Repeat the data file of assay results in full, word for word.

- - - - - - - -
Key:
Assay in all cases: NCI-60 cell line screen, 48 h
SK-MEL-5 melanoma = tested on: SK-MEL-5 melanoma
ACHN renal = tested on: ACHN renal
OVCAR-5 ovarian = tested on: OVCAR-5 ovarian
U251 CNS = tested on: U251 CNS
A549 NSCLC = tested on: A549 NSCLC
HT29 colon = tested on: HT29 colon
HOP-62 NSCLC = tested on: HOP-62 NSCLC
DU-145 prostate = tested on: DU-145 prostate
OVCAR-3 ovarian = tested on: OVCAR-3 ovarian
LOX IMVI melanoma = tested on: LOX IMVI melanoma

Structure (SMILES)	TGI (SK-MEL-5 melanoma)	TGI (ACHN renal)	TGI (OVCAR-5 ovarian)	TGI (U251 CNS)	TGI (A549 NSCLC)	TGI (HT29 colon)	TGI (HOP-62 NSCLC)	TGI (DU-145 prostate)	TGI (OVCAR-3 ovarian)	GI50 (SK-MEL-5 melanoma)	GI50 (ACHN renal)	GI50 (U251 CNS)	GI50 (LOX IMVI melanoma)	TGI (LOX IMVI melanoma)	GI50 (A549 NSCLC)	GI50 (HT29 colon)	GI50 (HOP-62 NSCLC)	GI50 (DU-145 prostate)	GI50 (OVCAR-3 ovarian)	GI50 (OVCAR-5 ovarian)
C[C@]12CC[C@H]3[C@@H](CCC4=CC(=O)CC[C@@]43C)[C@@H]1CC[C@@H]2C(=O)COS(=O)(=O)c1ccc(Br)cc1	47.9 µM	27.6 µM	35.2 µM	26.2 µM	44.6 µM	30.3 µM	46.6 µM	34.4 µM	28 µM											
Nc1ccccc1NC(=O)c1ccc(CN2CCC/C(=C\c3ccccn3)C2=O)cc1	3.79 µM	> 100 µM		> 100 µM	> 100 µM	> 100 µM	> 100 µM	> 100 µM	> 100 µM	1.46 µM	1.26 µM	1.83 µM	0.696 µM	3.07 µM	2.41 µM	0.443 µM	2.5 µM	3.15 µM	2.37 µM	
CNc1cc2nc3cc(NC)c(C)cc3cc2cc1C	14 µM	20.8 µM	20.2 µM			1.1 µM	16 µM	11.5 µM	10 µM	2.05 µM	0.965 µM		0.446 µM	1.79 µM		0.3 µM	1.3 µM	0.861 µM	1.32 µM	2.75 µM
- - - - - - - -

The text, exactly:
Key:
Assay in all cases: NCI-60 cell line screen, 48 h
SK-MEL-5 melanoma = tested on: SK-MEL-5 melanoma
ACHN renal = tested on: ACHN renal
OVCAR-5 ovarian = tested on: OVCAR-5 ovarian
U251 CNS = tested on: U251 CNS
A549 NSCLC = tested on: A549 NSCLC
HT29 colon = tested on: HT29 colon
HOP-62 NSCLC = tested on: HOP-62 NSCLC
DU-145 prostate = tested on: DU-145 prostate
OVCAR-3 ovarian = tested on: OVCAR-3 ovarian
LOX IMVI melanoma = tested on: LOX IMVI melanoma

Structure (SMILES)	TGI (SK-MEL-5 melanoma)	TGI (ACHN renal)	TGI (OVCAR-5 ovarian)	TGI (U251 CNS)	TGI (A549 NSCLC)	TGI (HT29 colon)	TGI (HOP-62 NSCLC)	TGI (DU-145 prostate)	TGI (OVCAR-3 ovarian)	GI50 (SK-MEL-5 melanoma)	GI50 (ACHN renal)	GI50 (U251 CNS)	GI50 (LOX IMVI melanoma)	TGI (LOX IMVI melanoma)	GI50 (A549 NSCLC)	GI50 (HT29 colon)	GI50 (HOP-62 NSCLC)	GI50 (DU-145 prostate)	GI50 (OVCAR-3 ovarian)	GI50 (OVCAR-5 ovarian)
C[C@]12CC[C@H]3[C@@H](CCC4=CC(=O)CC[C@@]43C)[C@@H]1CC[C@@H]2C(=O)COS(=O)(=O)c1ccc(Br)cc1	47.9 µM	27.6 µM	35.2 µM	26.2 µM	44.6 µM	30.3 µM	46.6 µM	34.4 µM	28 µM											
Nc1ccccc1NC(=O)c1ccc(CN2CCC/C(=C\c3ccccn3)C2=O)cc1	3.79 µM	> 100 µM		> 100 µM	> 100 µM	> 100 µM	> 100 µM	> 100 µM	> 100 µM	1.46 µM	1.26 µM	1.83 µM	0.696 µM	3.07 µM	2.41 µM	0.443 µM	2.5 µM	3.15 µM	2.37 µM	
CNc1cc2nc3cc(NC)c(C)cc3cc2cc1C	14 µM	20.8 µM	20.2 µM			1.1 µM	16 µM	11.5 µM	10 µM	2.05 µM	0.965 µM		0.446 µM	1.79 µM		0.3 µM	1.3 µM	0.861 µM	1.32 µM	2.75 µM